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One of NYC’s oldest gay bars is fundraising to stay open

Julius' has set up a GoFundMe campaign to raise $50,000 as bars still can't open indoors.

Written by
Bao Ong
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Gay bars across New York City have been especially hard hit during the current crisis. One of the city’s only Black-owned LGBTQ+ bars, Alibi Lounge, needed donors to swoop in at the last minute to stay afloat. The divey 9th Avenue Saloon in Hell’s Kitchen appears to have shuttered for good. At Time Out, we’ve written about how the city’s remaining lesbian bars are also in danger.

Now Julius’—one of the city’s oldest gay bars—is fighting to stay in business and relying on a GoFundMe campaign as the city forces restaurants and bars to keep indoors spaces off limits. 

While the landmark watering hole isn’t as well known as Stonewall, located in the Village just around the corner, or as trendy as some of the newer gay bars across the city, it’s been a go-to destination for the LGBTQ+ community. It has a low-key, neighborhood appeal, and in recent years, it’s become increasingly popular with a younger clientele—perhaps partly out of kitsch but also for the everyone-is-welcomed vibe. The drinks are cheap, and you could also order greasy burgers on site.

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While restaurants have pivoted to outdoor dining, it’s more difficult for bars, which have only been able to rely on to-go cocktails while also enforcing social-distancing rules (the very opposite of what we go to bars for in the first place). Julius’s GoFundMe campaign actually started a few months ago to raise $50,000, but it’s only recently that it’s picked up steam with no start date for bars to reopen.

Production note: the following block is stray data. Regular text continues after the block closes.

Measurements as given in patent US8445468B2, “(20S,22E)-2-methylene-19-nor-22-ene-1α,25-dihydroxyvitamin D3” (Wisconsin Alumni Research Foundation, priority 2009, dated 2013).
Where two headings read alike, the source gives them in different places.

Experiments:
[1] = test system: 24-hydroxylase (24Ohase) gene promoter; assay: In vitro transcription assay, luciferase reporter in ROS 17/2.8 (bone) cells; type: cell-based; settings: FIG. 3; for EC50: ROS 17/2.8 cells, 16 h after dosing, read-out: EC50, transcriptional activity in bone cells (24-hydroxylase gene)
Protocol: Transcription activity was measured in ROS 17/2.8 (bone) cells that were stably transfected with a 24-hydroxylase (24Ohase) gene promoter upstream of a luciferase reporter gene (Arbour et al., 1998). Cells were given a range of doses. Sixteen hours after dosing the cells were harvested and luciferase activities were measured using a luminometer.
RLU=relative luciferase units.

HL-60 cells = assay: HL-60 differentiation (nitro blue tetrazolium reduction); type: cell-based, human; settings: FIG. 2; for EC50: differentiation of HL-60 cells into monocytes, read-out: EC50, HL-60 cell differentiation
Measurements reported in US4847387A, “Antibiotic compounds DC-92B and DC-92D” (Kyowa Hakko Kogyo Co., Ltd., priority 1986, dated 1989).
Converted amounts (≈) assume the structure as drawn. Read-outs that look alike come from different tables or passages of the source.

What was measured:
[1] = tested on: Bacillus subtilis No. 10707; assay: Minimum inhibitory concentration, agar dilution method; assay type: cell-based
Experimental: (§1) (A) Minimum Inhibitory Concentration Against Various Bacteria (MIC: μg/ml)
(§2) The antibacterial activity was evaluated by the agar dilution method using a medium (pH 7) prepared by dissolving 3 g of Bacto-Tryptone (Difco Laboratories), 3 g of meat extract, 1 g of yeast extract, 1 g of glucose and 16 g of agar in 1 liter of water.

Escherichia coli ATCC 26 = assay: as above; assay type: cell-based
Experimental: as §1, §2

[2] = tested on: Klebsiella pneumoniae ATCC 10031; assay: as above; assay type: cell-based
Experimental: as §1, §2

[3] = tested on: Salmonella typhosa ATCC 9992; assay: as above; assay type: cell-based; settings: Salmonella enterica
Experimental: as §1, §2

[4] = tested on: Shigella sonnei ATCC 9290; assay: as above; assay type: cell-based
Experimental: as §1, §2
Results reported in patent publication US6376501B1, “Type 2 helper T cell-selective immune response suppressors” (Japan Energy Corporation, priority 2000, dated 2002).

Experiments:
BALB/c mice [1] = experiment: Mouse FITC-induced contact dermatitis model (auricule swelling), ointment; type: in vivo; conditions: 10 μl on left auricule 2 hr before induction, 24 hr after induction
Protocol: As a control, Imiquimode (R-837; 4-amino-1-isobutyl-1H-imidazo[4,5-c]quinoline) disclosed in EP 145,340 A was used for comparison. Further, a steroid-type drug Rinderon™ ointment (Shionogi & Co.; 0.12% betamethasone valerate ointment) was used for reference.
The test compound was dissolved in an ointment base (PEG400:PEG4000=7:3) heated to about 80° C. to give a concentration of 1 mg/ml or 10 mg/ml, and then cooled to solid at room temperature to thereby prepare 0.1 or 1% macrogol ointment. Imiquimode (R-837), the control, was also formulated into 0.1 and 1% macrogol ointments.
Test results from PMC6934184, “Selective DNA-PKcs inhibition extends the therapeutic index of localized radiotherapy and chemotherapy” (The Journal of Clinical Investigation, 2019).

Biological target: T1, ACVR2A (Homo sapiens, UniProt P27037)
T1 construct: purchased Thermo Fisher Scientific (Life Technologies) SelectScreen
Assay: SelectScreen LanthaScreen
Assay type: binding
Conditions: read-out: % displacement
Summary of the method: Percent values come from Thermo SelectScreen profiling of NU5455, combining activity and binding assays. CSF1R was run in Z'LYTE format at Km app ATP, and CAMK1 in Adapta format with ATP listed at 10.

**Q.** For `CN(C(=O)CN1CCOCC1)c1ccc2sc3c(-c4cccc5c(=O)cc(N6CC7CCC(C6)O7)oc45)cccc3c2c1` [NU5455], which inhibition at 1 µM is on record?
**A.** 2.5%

On the GoFundMe page, Julius’s owner Helen Buford wrote: “I’m reaching out to you because we need your help in saving our beloved Julius Bar for posterity and to ensure that history stays alive. Today indoor dining was postponed in NYC. The bills are piling up, rent, utilities, insurance, etc. and there is no set date for indoor dining.”

Several years before the infamous uprising at Stonewall, Julius’ was the site of a “sip-in.” Three gay men who members of the Mattachine Society, a gay rights group, modeled their protest by the famous sit-ins of the era in a response to government officials shutting down bars catering to the LGBTQ+ community.

While Julius’ future is uncertain, New York has also welcomed new gay bars in recent weeks. Lambda Lounge, a city’s second Black-owned LGBTQ+ bar, and Good Judy just opened in Brooklyn.

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